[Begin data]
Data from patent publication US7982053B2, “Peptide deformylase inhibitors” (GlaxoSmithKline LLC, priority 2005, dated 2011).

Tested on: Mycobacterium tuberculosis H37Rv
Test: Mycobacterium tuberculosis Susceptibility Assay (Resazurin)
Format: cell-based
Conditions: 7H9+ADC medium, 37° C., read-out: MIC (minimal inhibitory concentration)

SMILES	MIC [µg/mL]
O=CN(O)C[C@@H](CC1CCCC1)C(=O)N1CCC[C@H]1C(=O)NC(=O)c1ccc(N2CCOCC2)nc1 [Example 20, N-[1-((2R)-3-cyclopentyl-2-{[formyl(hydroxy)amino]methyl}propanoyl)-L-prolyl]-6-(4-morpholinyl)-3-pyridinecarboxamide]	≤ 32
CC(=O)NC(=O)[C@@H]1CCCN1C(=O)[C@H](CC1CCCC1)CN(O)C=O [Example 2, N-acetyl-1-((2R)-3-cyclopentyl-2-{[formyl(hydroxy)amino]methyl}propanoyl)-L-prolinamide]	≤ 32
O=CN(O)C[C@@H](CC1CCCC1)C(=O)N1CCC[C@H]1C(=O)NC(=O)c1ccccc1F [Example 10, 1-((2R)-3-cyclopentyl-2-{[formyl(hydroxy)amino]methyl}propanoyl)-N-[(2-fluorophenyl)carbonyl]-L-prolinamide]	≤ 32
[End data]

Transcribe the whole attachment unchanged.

Data from patent publication US7982053B2, “Peptide deformylase inhibitors” (GlaxoSmithKline LLC, priority 2005, dated 2011).

Tested on: Mycobacterium tuberculosis H37Rv
Test: Mycobacterium tuberculosis Susceptibility Assay (Resazurin)
Format: cell-based
Conditions: 7H9+ADC medium, 37° C., read-out: MIC (minimal inhibitory concentration)

SMILES	MIC [µg/mL]
O=CN(O)C[C@@H](CC1CCCC1)C(=O)N1CCC[C@H]1C(=O)NC(=O)c1ccc(N2CCOCC2)nc1 [Example 20, N-[1-((2R)-3-cyclopentyl-2-{[formyl(hydroxy)amino]methyl}propanoyl)-L-prolyl]-6-(4-morpholinyl)-3-pyridinecarboxamide]	≤ 32
CC(=O)NC(=O)[C@@H]1CCCN1C(=O)[C@H](CC1CCCC1)CN(O)C=O [Example 2, N-acetyl-1-((2R)-3-cyclopentyl-2-{[formyl(hydroxy)amino]methyl}propanoyl)-L-prolinamide]	≤ 32
O=CN(O)C[C@@H](CC1CCCC1)C(=O)N1CCC[C@H]1C(=O)NC(=O)c1ccccc1F [Example 10, 1-((2R)-3-cyclopentyl-2-{[formyl(hydroxy)amino]methyl}propanoyl)-N-[(2-fluorophenyl)carbonyl]-L-prolinamide]	≤ 32